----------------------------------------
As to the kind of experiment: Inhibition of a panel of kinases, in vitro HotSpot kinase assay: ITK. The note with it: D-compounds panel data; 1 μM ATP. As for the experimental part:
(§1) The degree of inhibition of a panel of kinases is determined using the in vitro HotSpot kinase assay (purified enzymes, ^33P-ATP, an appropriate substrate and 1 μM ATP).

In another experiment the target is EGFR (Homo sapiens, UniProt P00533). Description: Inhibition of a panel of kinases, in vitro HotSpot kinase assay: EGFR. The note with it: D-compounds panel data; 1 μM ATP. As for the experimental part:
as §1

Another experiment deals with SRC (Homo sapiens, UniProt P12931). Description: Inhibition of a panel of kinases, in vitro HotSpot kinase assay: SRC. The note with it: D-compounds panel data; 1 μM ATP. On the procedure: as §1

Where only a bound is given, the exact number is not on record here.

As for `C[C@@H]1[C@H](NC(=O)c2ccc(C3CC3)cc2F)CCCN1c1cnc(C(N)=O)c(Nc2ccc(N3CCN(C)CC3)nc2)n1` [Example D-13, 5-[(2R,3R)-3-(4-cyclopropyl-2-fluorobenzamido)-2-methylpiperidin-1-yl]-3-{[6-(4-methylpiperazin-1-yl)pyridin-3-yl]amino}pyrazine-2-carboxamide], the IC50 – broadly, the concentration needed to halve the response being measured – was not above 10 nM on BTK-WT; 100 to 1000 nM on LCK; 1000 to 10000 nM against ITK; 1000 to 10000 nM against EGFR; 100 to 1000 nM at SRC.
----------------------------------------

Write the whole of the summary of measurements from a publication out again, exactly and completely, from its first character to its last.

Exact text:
As to the kind of experiment: Inhibition of a panel of kinases, in vitro HotSpot kinase assay: ITK. The note with it: D-compounds panel data; 1 μM ATP. As for the experimental part:
(§1) The degree of inhibition of a panel of kinases is determined using the in vitro HotSpot kinase assay (purified enzymes, ^33P-ATP, an appropriate substrate and 1 μM ATP).

In another experiment the target is EGFR (Homo sapiens, UniProt P00533). Description: Inhibition of a panel of kinases, in vitro HotSpot kinase assay: EGFR. The note with it: D-compounds panel data; 1 μM ATP. As for the experimental part:
as §1

Another experiment deals with SRC (Homo sapiens, UniProt P12931). Description: Inhibition of a panel of kinases, in vitro HotSpot kinase assay: SRC. The note with it: D-compounds panel data; 1 μM ATP. On the procedure: as §1

Where only a bound is given, the exact number is not on record here.

As for `C[C@@H]1[C@H](NC(=O)c2ccc(C3CC3)cc2F)CCCN1c1cnc(C(N)=O)c(Nc2ccc(N3CCN(C)CC3)nc2)n1` [Example D-13, 5-[(2R,3R)-3-(4-cyclopropyl-2-fluorobenzamido)-2-methylpiperidin-1-yl]-3-{[6-(4-methylpiperazin-1-yl)pyridin-3-yl]amino}pyrazine-2-carboxamide], the IC50 – broadly, the concentration needed to halve the response being measured – was not above 10 nM on BTK-WT; 100 to 1000 nM on LCK; 1000 to 10000 nM against ITK; 1000 to 10000 nM against EGFR; 100 to 1000 nM at SRC.